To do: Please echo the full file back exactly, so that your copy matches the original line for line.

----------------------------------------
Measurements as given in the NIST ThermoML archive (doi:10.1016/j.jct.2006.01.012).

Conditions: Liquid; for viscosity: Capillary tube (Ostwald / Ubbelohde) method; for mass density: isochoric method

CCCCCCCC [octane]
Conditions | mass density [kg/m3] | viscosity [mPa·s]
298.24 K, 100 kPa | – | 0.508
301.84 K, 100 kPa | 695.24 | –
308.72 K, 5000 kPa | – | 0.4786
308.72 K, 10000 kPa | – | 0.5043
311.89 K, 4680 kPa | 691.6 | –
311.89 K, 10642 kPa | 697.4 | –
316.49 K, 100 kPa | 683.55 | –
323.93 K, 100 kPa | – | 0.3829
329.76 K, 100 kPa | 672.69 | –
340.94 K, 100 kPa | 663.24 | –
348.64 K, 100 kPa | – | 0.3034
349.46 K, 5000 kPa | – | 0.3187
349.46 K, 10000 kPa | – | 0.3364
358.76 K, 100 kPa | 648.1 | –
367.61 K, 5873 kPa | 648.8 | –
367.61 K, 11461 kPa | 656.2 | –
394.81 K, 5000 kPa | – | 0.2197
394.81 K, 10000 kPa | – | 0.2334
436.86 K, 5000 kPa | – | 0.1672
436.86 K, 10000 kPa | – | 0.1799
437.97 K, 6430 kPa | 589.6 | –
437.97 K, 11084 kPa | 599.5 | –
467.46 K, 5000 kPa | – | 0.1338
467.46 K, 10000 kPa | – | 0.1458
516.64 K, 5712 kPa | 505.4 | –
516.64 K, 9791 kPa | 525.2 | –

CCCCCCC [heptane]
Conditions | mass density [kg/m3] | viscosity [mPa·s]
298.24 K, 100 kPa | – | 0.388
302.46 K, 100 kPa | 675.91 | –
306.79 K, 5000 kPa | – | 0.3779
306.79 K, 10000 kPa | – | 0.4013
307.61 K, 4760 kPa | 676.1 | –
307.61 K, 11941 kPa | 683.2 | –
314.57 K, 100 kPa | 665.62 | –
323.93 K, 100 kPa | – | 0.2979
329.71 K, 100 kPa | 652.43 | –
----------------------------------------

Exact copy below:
Measurements as given in the NIST ThermoML archive (doi:10.1016/j.jct.2006.01.012).

Conditions: Liquid; for viscosity: Capillary tube (Ostwald / Ubbelohde) method; for mass density: isochoric method

CCCCCCCC [octane]
Conditions | mass density [kg/m3] | viscosity [mPa·s]
298.24 K, 100 kPa | – | 0.508
301.84 K, 100 kPa | 695.24 | –
308.72 K, 5000 kPa | – | 0.4786
308.72 K, 10000 kPa | – | 0.5043
311.89 K, 4680 kPa | 691.6 | –
311.89 K, 10642 kPa | 697.4 | –
316.49 K, 100 kPa | 683.55 | –
323.93 K, 100 kPa | – | 0.3829
329.76 K, 100 kPa | 672.69 | –
340.94 K, 100 kPa | 663.24 | –
348.64 K, 100 kPa | – | 0.3034
349.46 K, 5000 kPa | – | 0.3187
349.46 K, 10000 kPa | – | 0.3364
358.76 K, 100 kPa | 648.1 | –
367.61 K, 5873 kPa | 648.8 | –
367.61 K, 11461 kPa | 656.2 | –
394.81 K, 5000 kPa | – | 0.2197
394.81 K, 10000 kPa | – | 0.2334
436.86 K, 5000 kPa | – | 0.1672
436.86 K, 10000 kPa | – | 0.1799
437.97 K, 6430 kPa | 589.6 | –
437.97 K, 11084 kPa | 599.5 | –
467.46 K, 5000 kPa | – | 0.1338
467.46 K, 10000 kPa | – | 0.1458
516.64 K, 5712 kPa | 505.4 | –
516.64 K, 9791 kPa | 525.2 | –

CCCCCCC [heptane]
Conditions | mass density [kg/m3] | viscosity [mPa·s]
298.24 K, 100 kPa | – | 0.388
302.46 K, 100 kPa | 675.91 | –
306.79 K, 5000 kPa | – | 0.3779
306.79 K, 10000 kPa | – | 0.4013
307.61 K, 4760 kPa | 676.1 | –
307.61 K, 11941 kPa | 683.2 | –
314.57 K, 100 kPa | 665.62 | –
323.93 K, 100 kPa | – | 0.2979
329.71 K, 100 kPa | 652.43 | –